On Jul 1, 2012, at 2:07 PM, meekerdb <meeke...@verizon.net> wrote:

On 7/1/2012 11:50 AM, Jason Resch wrote:

On Sun, Jul 1, 2012 at 1:20 PM, meekerdb <meeke...@verizon.net> wrote:
On 7/1/2012 4:59 AM, Bruno Marchal wrote:

On 01 Jul 2012, at 09:41, meekerdb wrote:

On 7/1/2012 12:17 AM, Bruno Marchal wrote:

On 30 Jun 2012, at 22:31, meekerdb wrote:

On 6/30/2012 12:20 PM, Bruno Marchal wrote:

On 30 Jun 2012, at 18:44, Evgenii Rudnyi wrote:

I think that you have mentioned that mechanism is incompatible with materialism. How this follows then?

Because concerning computation and emulation (exact simulation) all universal system are equivalent.

Turing machine and Fortran programs are completely equivalent, you can emulate any Turing machine by a fortran program, and you can emulate any fortran program by a Turing machine.

More, you can write a fortran program emulating a universal Turing machine, and you can find a Turing machine running a Fortran universal interpreter (or compiler). This means that not only those system compute the same functions from N to N, but also that they can compute those function in the same manner of the other machine.

But the question is whether they 'compute' anything outside the context of a physical realization?

Which is addressed in the remaining of the post to Evgenii. Exactly like you can emulate fortran with Turing, a little part of arithmetic emulate already all program fortran, Turing, etc. (see the post for more).

Except neither fortran nor Turing machines exist apart from physical realizations.

Of course they do. Turing machine and fortran program are mathematical, arithmetical actually, object. They exist in the same sense that the number 17 exists.

Exactly, as ideas - patterns in brain processes.


What is the ontological difference between 17 and the chair you are sitting in? Both admit objective analysis, so how is either any more real than the other?

You might argue 17 is less real because we can't access it with our senses, but neither can we access the insides of stars with our senses. Yet no one disputes the reality of the insides of stars.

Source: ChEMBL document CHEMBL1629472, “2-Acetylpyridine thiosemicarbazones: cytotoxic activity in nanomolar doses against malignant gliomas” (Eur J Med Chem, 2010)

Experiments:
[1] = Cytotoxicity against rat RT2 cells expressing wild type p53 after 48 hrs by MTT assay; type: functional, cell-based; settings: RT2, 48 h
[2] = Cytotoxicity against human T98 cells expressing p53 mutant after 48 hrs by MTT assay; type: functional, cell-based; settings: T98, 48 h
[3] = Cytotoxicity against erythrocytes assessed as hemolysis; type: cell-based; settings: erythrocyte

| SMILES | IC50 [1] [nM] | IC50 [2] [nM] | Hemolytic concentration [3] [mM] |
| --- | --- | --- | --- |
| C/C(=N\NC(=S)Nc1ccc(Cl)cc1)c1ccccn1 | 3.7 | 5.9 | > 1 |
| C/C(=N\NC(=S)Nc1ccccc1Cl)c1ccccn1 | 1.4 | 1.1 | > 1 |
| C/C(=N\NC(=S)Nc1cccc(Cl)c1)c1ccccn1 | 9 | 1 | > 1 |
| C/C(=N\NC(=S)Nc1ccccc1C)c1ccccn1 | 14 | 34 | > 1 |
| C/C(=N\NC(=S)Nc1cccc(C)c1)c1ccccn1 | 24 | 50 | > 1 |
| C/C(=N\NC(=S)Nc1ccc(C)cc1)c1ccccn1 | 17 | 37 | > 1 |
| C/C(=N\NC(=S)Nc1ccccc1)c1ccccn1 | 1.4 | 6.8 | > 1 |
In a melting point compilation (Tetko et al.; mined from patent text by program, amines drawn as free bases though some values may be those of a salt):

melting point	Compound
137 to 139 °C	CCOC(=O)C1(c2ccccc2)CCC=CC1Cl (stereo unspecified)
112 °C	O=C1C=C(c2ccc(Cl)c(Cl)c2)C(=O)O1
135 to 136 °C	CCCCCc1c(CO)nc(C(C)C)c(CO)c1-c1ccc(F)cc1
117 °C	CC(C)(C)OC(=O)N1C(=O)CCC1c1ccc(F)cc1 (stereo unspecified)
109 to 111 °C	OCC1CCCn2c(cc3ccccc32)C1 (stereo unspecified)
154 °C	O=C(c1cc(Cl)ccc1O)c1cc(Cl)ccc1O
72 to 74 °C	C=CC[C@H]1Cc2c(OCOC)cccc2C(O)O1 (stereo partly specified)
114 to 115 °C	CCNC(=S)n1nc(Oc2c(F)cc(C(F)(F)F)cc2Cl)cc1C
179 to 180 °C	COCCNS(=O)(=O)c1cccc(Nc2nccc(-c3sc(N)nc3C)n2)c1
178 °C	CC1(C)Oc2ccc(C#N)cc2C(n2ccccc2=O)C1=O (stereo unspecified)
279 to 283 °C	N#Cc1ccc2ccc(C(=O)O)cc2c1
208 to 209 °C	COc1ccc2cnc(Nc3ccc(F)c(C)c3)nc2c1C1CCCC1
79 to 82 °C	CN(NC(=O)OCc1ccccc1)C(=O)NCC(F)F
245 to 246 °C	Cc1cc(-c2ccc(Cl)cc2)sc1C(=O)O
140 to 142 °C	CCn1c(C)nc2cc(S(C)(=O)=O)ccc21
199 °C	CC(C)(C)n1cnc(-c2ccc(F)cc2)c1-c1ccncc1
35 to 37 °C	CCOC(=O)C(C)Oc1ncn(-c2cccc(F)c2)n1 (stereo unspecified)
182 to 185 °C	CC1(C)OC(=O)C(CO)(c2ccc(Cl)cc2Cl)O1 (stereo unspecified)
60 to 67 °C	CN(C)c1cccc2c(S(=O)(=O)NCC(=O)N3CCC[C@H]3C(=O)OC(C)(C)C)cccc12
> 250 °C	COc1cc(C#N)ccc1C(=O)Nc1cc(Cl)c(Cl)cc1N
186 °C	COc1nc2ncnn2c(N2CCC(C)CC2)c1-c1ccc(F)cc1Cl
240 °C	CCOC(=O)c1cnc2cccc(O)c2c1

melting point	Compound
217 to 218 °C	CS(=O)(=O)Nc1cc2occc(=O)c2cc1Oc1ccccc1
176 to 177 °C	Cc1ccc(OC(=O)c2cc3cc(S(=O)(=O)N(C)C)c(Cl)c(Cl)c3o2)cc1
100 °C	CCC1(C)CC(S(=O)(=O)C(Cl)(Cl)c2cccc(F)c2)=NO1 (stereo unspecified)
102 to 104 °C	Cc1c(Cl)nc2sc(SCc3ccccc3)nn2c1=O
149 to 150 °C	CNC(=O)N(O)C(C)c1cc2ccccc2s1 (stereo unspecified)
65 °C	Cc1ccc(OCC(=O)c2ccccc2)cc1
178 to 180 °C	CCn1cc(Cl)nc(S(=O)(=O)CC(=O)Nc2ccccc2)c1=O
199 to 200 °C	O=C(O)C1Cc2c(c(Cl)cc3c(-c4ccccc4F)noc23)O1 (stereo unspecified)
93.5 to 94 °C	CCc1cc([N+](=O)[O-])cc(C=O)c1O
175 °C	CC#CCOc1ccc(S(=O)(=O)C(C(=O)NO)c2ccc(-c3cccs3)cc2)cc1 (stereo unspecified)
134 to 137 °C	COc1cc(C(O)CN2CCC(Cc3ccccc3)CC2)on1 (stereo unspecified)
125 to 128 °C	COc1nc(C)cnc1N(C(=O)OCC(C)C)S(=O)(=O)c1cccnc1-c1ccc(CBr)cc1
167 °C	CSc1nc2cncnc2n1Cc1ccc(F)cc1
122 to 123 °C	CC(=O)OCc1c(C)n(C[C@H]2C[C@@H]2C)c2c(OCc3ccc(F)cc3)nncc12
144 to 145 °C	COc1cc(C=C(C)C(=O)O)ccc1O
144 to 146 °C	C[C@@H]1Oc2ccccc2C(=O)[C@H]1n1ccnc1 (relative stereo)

We access them indirectly via instruments and theories of those instruments.

Are numbers not also inferred from theories of our instruments?

For example, computers are instruments that let us observe and study the properties of various Turing machines, which themselves are mathematical objects.

You might argue the chair is more real because we can affect it, but then you would have to conclude the anything outside our light cone is not real, for we cannot affect anything outside our light cone.

You can kick it and it kicks back.

Math kicks back too. If you come up with a proposition, it kicks back with either true or false.

Of course there are many events outside one's lightcones which one infers as part of a model of reality based on the events within one's lightcones, e.g. I suppose that the Sun continues to exist even though the photons I from which I infer it's existence are from it's past.

Explain then why one is mistaken in supposing mathematical objects exist, when they can be inferred according to some models of reality.

Also, how do you know the chair is anything more than a pattern in a brain process?

How do you know you're not a brain in a vat? or a pattern in arithmetic?

This was my point. You say math exists only in our minds. But an immaterialist could say the same of the chair.

To escape this we need some model of reality which postulates more exists "out there" than can be found in one's mind.

Your model seems to assume an external world exists, but it stops exactly where our instruments and inferences from their observations end.

Humanity's model of reality has over the centuries, been repeatedly extended. Therefore I think it is more conservative to believe there is more "out there" than we can see or imagine.


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